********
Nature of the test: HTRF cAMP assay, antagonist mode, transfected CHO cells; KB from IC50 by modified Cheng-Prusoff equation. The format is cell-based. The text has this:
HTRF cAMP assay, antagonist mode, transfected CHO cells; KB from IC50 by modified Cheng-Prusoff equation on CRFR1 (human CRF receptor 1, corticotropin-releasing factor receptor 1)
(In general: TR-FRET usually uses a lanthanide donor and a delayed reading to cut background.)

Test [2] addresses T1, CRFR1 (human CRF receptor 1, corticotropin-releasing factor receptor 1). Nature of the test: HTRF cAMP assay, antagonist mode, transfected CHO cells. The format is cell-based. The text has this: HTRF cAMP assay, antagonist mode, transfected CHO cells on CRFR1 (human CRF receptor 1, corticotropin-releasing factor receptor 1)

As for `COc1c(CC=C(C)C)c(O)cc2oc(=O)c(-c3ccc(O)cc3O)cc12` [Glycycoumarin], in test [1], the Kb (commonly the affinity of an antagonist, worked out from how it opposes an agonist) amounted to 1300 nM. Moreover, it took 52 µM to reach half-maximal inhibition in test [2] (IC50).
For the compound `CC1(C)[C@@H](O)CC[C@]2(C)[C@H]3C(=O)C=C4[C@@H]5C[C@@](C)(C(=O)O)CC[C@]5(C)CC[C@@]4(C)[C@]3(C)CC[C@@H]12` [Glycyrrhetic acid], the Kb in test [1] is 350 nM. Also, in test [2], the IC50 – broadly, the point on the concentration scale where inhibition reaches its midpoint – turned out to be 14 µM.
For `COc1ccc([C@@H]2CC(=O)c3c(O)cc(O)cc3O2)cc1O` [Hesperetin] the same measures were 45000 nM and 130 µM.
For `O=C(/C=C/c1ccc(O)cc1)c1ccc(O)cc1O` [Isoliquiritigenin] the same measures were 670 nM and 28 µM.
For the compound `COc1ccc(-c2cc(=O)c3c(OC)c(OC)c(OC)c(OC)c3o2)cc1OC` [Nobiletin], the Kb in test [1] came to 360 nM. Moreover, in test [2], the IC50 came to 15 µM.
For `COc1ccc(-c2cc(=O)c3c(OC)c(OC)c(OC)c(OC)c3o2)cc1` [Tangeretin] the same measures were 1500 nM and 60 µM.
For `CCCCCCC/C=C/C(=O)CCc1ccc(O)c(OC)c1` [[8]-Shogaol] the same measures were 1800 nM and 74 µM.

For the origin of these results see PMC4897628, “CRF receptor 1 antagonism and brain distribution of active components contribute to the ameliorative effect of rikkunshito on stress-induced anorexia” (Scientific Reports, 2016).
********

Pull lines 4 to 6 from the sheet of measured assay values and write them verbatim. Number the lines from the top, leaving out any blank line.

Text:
Test [2] addresses T1, CRFR1 (human CRF receptor 1, corticotropin-releasing factor receptor 1). Nature of the test: HTRF cAMP assay, antagonist mode, transfected CHO cells. The format is cell-based. The text has this: HTRF cAMP assay, antagonist mode, transfected CHO cells on CRFR1 (human CRF receptor 1, corticotropin-releasing factor receptor 1)

As for `COc1c(CC=C(C)C)c(O)cc2oc(=O)c(-c3ccc(O)cc3O)cc12` [Glycycoumarin], in test [1], the Kb (commonly the affinity of an antagonist, worked out from how it opposes an agonist) amounted to 1300 nM. Moreover, it took 52 µM to reach half-maximal inhibition in test [2] (IC50).
For the compound `CC1(C)[C@@H](O)CC[C@]2(C)[C@H]3C(=O)C=C4[C@@H]5C[C@@](C)(C(=O)O)CC[C@]5(C)CC[C@@]4(C)[C@]3(C)CC[C@@H]12` [Glycyrrhetic acid], the Kb in test [1] is 350 nM. Also, in test [2], the IC50 – broadly, the point on the concentration scale where inhibition reaches its midpoint – turned out to be 14 µM.